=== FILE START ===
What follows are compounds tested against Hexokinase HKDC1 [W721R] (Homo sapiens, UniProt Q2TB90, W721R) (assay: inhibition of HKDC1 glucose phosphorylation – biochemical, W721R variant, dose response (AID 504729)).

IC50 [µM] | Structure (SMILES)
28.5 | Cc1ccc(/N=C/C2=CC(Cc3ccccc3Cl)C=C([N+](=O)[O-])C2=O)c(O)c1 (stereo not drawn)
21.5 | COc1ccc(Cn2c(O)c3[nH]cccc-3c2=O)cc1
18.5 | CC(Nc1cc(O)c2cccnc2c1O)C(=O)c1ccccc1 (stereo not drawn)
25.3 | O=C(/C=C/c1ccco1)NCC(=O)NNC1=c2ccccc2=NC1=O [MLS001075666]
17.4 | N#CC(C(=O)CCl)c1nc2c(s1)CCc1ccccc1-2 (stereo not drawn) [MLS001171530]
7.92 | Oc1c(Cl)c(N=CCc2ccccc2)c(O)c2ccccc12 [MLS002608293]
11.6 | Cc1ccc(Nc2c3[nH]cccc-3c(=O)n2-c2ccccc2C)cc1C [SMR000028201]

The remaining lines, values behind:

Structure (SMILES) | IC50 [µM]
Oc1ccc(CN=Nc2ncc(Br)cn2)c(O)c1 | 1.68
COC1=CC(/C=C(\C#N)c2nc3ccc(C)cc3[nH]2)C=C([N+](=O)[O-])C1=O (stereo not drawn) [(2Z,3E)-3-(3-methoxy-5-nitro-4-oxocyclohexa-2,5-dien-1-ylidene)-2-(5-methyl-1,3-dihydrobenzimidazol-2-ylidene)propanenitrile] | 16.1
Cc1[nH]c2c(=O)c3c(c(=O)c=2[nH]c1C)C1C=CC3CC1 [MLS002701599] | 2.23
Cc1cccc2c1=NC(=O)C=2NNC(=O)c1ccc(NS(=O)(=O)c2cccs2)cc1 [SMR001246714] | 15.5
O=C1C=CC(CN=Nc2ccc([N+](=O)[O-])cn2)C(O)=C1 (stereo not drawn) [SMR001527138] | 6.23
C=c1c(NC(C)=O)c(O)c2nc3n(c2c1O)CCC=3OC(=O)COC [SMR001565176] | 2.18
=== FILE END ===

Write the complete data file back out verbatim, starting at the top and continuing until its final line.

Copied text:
What follows are compounds tested against Hexokinase HKDC1 [W721R] (Homo sapiens, UniProt Q2TB90, W721R) (assay: inhibition of HKDC1 glucose phosphorylation – biochemical, W721R variant, dose response (AID 504729)).

IC50 [µM] | Structure (SMILES)
28.5 | Cc1ccc(/N=C/C2=CC(Cc3ccccc3Cl)C=C([N+](=O)[O-])C2=O)c(O)c1 (stereo not drawn)
21.5 | COc1ccc(Cn2c(O)c3[nH]cccc-3c2=O)cc1
18.5 | CC(Nc1cc(O)c2cccnc2c1O)C(=O)c1ccccc1 (stereo not drawn)
25.3 | O=C(/C=C/c1ccco1)NCC(=O)NNC1=c2ccccc2=NC1=O [MLS001075666]
17.4 | N#CC(C(=O)CCl)c1nc2c(s1)CCc1ccccc1-2 (stereo not drawn) [MLS001171530]
7.92 | Oc1c(Cl)c(N=CCc2ccccc2)c(O)c2ccccc12 [MLS002608293]
11.6 | Cc1ccc(Nc2c3[nH]cccc-3c(=O)n2-c2ccccc2C)cc1C [SMR000028201]

The remaining lines, values behind:

Structure (SMILES) | IC50 [µM]
Oc1ccc(CN=Nc2ncc(Br)cn2)c(O)c1 | 1.68
COC1=CC(/C=C(\C#N)c2nc3ccc(C)cc3[nH]2)C=C([N+](=O)[O-])C1=O (stereo not drawn) [(2Z,3E)-3-(3-methoxy-5-nitro-4-oxocyclohexa-2,5-dien-1-ylidene)-2-(5-methyl-1,3-dihydrobenzimidazol-2-ylidene)propanenitrile] | 16.1
Cc1[nH]c2c(=O)c3c(c(=O)c=2[nH]c1C)C1C=CC3CC1 [MLS002701599] | 2.23
Cc1cccc2c1=NC(=O)C=2NNC(=O)c1ccc(NS(=O)(=O)c2cccs2)cc1 [SMR001246714] | 15.5
O=C1C=CC(CN=Nc2ccc([N+](=O)[O-])cn2)C(O)=C1 (stereo not drawn) [SMR001527138] | 6.23
C=c1c(NC(C)=O)c(O)c2nc3n(c2c1O)CCC=3OC(=O)COC [SMR001565176] | 2.18